A Hays white paper has found one in five candidates (19.7%) would turn down jobs if they did not provide reasonable access to social media sites, like Facebook, at work. The paper, Tomorrow’s Workforce, found 44.3% of employers believed allowing employees social media access at work would improve retention levels. It found 33.2% of employers allowed employees to access social media at work; 43.2% allowed limited access; and 23.7% allowed no access. The paper surveyed 874 employers and job candidates and found 56.3% of those who accessed social media at work for personal reasons did not use their own devices, meaning they used company equipment. 25.3% of employees said they did not clearly understand how to represent their organisations on social media. Hays Australia MD Nick Deligiannis said organisations should develop social media policies explaining what employees could and could not say about their workplaces (HRR 501). “If access to social media sites is allowed during working hours, the purpose of access should be made clear, as should the acceptable level of use.” Deligiannis said policies should detail whether social media use was monitored; clearly state company email accounts should not be used to sign up for social media sites used for personal reasons; request work-related complaints be raised with appropriate internal people, rather than made via social media; and explain the consequences of social media misuse.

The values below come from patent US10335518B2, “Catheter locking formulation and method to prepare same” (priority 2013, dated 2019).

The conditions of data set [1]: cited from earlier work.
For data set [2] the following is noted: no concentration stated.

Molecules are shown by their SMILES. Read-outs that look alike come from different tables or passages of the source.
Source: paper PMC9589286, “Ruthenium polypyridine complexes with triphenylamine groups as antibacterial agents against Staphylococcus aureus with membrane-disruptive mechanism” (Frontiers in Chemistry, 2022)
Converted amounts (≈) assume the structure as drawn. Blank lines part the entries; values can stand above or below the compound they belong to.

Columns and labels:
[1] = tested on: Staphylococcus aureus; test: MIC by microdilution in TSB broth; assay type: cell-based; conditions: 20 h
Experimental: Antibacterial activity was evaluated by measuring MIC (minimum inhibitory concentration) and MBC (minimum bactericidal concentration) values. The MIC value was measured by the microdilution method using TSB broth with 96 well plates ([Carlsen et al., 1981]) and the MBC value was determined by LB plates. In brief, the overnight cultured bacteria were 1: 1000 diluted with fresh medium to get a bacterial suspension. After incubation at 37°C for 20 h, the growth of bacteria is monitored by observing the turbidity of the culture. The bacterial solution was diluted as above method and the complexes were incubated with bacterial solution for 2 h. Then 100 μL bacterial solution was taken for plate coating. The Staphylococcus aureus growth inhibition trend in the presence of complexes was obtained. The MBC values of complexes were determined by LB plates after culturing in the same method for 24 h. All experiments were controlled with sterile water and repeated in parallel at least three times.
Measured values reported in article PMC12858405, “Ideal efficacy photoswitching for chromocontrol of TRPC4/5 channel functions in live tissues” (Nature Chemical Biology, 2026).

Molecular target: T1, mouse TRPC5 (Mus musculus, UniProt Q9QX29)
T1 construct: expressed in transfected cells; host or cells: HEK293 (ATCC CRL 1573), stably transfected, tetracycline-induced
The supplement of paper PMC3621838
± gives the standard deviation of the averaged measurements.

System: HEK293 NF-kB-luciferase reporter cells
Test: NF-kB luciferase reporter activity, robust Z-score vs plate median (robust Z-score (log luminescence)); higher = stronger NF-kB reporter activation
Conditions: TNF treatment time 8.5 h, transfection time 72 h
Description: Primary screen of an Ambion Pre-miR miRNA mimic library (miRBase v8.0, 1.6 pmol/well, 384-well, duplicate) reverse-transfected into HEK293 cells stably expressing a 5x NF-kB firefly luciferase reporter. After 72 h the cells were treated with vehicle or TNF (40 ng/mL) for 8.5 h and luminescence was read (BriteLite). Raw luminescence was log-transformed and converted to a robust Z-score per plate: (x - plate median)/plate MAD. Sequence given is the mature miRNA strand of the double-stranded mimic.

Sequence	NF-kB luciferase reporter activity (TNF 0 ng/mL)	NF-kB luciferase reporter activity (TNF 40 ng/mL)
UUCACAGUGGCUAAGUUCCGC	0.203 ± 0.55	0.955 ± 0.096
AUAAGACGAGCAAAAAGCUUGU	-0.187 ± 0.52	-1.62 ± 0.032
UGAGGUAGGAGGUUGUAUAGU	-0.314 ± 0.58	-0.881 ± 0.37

Source: Thomson Reuters’ HR Report, 17 October 2012.